Much of the technology was developed at Wright-Patterson Air Force base, near Dayton, and flown over Fallujah during the Iraq war. The cameras can monitor an entire city, up to 65 kilometres, for hours at a time.
To hear McNutt tell it, the eye in the sky is a powerful deterrent, capable of reducing property crime by 30 per cent, saving a city like Dayton hundreds of millions of dollars each year. To civil liberties advocates, this unblinking surveillance is a modern version of British philosopher Jeremy Bentham’s Panopticon, a prison where the warden can see into all of the cells and prisoners never know when they are being watched.
“To be incessantly under the eyes of an Inspector is to lose in fact the power of doing ill, and almost the very wish,” wrote Bentham, which sounds like the sort of “tough on crime” message that plays well in electoral debates in the United States.
The PSS cameras have recorded armed robberies in Baltimore, directed drug busts in Philadelphia and caught a gang of necklace thieves in Compton. McNutt claims to have witnessed 34 murders and supplied information that solved a further 41. “We’ve been able to pull people over after robbing houses, in the truck, with the stolen goods, tracked from the house,” he says. But so far, nobody is buying his system. All the police forces that have run trials have passed up the chance to implement it long-term.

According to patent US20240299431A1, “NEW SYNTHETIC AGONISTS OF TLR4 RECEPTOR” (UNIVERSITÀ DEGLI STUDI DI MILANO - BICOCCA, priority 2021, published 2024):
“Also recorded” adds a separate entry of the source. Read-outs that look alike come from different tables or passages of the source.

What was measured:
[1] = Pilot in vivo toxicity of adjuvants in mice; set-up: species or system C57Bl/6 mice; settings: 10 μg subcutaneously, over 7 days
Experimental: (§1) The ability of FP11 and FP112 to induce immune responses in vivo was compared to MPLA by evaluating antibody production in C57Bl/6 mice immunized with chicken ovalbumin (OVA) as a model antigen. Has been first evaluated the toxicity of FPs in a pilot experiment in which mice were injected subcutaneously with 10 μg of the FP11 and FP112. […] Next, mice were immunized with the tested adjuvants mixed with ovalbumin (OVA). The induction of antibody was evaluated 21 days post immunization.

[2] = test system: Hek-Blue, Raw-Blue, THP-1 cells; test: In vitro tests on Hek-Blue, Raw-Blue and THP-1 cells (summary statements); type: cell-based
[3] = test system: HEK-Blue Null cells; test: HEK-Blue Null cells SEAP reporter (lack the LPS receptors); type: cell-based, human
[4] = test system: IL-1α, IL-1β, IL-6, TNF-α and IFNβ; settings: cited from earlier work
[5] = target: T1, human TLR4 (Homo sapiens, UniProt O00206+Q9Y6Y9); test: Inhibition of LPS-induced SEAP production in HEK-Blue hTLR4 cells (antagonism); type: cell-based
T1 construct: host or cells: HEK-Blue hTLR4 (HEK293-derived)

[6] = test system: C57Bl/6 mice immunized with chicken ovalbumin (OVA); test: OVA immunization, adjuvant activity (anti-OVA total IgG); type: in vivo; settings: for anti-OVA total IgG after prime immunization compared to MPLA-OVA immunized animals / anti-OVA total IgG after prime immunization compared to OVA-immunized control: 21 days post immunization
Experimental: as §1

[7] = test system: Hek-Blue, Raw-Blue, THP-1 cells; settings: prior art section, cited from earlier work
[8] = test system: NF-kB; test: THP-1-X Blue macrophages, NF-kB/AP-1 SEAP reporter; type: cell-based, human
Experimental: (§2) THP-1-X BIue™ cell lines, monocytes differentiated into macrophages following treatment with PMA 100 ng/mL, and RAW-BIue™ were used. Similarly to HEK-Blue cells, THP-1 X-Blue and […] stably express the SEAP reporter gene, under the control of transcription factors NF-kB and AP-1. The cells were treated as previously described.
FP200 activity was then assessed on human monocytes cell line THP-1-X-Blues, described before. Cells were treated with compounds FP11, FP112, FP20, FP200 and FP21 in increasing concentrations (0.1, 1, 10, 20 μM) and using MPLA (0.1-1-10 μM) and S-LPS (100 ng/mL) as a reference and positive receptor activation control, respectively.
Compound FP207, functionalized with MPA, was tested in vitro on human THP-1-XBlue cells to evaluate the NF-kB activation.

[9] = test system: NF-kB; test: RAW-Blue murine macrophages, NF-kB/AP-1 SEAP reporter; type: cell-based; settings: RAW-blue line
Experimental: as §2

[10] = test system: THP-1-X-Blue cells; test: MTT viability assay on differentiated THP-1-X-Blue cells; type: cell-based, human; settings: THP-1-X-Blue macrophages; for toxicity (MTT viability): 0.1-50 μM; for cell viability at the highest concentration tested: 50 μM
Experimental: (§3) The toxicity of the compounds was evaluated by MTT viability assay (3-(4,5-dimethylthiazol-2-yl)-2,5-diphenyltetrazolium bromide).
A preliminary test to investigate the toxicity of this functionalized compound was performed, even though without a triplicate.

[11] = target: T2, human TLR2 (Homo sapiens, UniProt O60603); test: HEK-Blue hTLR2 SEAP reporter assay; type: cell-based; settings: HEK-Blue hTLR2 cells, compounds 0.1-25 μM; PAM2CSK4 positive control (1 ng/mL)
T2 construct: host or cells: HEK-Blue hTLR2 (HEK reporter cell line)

McNutt’s “government rate” is $US1900 ($2240) an hour. “If you just fly and hope you catch something, you spend a lot of money and exhaust a lot of resources,” says Dayton Police Chief Richard Biehl, who tested the cameras for five days in 2012. But law enforcement’s reluctance also shows what a delicate subject aerial surveillance is in an era when government already peers into every aspect of our digital lives. Biehl wanted to run a second trial, but the plan was scrapped after an acrimonious public meeting.